Who Else Wants to Get More Done in Less Time?


You are working harder than ever. From the second the alarm clock goes off until your head hits the pillow at night you are working. It’s slowly killing you and you’re starting to notice that all that work isn’t doing as much as you thought it would.

It’s time to spend less time working to do more.

Ok, get the guys in the white coats. Greg’s really lost it this time.

Nope, never been more sane. I’ve noticed that when I’m trying to put out all the fires and be all things to all people, I let other people determine my priorities. You know what happens then? My most important tasks don’t get done.

When I decide my top three priorities and take them one at a time until they’re done, I get more important things done. That helps everyone more.

Here’s how you do it, depending on if you’re self-employed or you’re an employee.


1) Ask yourself: What is the most important thing that if you got it done today would make the biggest difference to your business?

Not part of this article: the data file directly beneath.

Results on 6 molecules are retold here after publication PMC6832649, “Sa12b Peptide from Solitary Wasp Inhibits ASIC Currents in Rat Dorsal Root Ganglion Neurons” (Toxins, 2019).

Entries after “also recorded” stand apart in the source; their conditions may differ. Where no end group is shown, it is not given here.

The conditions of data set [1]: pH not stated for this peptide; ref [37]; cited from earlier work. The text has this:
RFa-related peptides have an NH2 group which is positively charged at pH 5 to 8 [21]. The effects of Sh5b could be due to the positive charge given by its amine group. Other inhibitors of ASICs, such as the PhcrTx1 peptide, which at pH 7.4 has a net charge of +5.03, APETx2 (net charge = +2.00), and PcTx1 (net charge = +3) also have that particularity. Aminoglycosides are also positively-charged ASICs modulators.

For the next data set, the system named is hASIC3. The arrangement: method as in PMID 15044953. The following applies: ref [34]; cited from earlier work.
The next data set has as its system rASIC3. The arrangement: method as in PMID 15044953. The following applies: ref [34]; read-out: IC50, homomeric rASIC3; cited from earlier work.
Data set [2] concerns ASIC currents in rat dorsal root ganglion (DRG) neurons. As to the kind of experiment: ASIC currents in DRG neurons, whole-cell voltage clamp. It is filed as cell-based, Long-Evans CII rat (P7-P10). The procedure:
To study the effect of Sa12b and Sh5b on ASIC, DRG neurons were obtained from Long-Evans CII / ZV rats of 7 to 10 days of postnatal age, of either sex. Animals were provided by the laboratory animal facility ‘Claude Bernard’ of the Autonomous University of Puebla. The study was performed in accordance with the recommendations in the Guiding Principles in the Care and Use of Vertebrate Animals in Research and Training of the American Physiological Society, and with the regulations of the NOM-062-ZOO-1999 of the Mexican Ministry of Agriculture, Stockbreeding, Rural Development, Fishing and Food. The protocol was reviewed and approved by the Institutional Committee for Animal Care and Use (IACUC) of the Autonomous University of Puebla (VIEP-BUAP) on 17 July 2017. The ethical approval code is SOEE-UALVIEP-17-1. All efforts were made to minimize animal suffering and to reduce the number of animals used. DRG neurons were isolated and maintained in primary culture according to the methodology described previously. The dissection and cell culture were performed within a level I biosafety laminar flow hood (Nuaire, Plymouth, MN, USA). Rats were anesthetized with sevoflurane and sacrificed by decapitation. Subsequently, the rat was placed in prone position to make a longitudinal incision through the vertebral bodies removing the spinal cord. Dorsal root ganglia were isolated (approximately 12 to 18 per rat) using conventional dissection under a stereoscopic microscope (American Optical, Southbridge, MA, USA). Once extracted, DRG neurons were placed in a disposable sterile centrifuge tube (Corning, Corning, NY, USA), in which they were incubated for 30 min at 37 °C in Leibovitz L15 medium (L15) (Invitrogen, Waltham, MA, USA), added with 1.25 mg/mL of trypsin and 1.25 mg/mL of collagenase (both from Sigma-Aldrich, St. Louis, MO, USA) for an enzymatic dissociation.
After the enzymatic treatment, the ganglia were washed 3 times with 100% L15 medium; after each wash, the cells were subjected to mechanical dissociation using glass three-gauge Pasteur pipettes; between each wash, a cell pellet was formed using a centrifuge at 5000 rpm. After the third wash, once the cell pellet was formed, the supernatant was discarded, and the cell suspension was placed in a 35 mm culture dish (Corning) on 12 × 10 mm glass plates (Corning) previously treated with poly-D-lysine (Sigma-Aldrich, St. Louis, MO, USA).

2) Do that until it’s done. I know sometimes “things come up.” But you need to schedule time for your most important activities or something will always “come up.” At the minimum, work on this task for one hour. Then take a break for emails, phone calls, fires, etc. Then repeat the process.

3) Repeat steps one and two for your three priorities until you’re done for the day.

4) If time remains, do the next thing on your list.

5) Celebrate a great day! Go for a walk with your spouse. Eat some boiled peanuts and watch a martial arts movie. (Wait, that’s just what I like to do. Sorry.)

If you’re an employee:

1) Meet with your boss and ask him/her and work out what the companies goals are for you – short and long term. What does he expect from you? What are the top three most important things he expects you to get done?

You might think you know this already. Hey, you might. But, you also might be surprised just how different your ideas of what is important are from what your boss thinks.

2) Focus 80% of your time on those top three things your boss wants done. Do this in one-hour increments. Tell everyone, no interruptions during that time. Set a timer. You will be shocked what this type of focus will do.